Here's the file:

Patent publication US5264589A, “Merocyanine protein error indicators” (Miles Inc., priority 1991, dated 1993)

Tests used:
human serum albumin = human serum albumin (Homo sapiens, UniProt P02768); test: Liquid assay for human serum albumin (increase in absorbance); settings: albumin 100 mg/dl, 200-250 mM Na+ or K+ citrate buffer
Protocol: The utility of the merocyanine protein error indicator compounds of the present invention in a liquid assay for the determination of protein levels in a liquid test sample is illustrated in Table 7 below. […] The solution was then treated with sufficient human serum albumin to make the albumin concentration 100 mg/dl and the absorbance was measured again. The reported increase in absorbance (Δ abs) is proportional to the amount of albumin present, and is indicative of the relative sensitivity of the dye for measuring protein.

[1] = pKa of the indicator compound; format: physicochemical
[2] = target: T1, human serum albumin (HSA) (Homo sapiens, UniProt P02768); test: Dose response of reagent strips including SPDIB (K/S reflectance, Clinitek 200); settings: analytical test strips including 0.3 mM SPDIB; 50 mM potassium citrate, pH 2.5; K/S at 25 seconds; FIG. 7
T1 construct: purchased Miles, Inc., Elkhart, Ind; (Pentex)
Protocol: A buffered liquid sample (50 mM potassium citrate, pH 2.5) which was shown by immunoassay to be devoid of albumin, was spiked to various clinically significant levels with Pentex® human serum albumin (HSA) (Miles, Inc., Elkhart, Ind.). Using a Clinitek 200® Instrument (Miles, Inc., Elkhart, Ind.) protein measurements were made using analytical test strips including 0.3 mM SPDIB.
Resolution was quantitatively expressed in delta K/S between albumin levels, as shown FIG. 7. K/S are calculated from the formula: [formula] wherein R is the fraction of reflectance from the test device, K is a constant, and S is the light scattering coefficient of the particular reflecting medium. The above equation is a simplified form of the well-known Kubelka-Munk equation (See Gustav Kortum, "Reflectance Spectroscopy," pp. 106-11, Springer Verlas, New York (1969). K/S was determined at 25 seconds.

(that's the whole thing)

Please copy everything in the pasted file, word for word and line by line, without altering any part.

Patent publication US5264589A, “Merocyanine protein error indicators” (Miles Inc., priority 1991, dated 1993)

Tests used:
human serum albumin = human serum albumin (Homo sapiens, UniProt P02768); test: Liquid assay for human serum albumin (increase in absorbance); settings: albumin 100 mg/dl, 200-250 mM Na+ or K+ citrate buffer
Protocol: The utility of the merocyanine protein error indicator compounds of the present invention in a liquid assay for the determination of protein levels in a liquid test sample is illustrated in Table 7 below. […] The solution was then treated with sufficient human serum albumin to make the albumin concentration 100 mg/dl and the absorbance was measured again. The reported increase in absorbance (Δ abs) is proportional to the amount of albumin present, and is indicative of the relative sensitivity of the dye for measuring protein.

[1] = pKa of the indicator compound; format: physicochemical
[2] = target: T1, human serum albumin (HSA) (Homo sapiens, UniProt P02768); test: Dose response of reagent strips including SPDIB (K/S reflectance, Clinitek 200); settings: analytical test strips including 0.3 mM SPDIB; 50 mM potassium citrate, pH 2.5; K/S at 25 seconds; FIG. 7
T1 construct: purchased Miles, Inc., Elkhart, Ind; (Pentex)
Protocol: A buffered liquid sample (50 mM potassium citrate, pH 2.5) which was shown by immunoassay to be devoid of albumin, was spiked to various clinically significant levels with Pentex® human serum albumin (HSA) (Miles, Inc., Elkhart, Ind.). Using a Clinitek 200® Instrument (Miles, Inc., Elkhart, Ind.) protein measurements were made using analytical test strips including 0.3 mM SPDIB.
Resolution was quantitatively expressed in delta K/S between albumin levels, as shown FIG. 7. K/S are calculated from the formula: [formula] wherein R is the fraction of reflectance from the test device, K is a constant, and S is the light scattering coefficient of the particular reflecting medium. The above equation is a simplified form of the well-known Kubelka-Munk equation (See Gustav Kortum, "Reflectance Spectroscopy," pp. 106-11, Springer Verlas, New York (1969). K/S was determined at 25 seconds.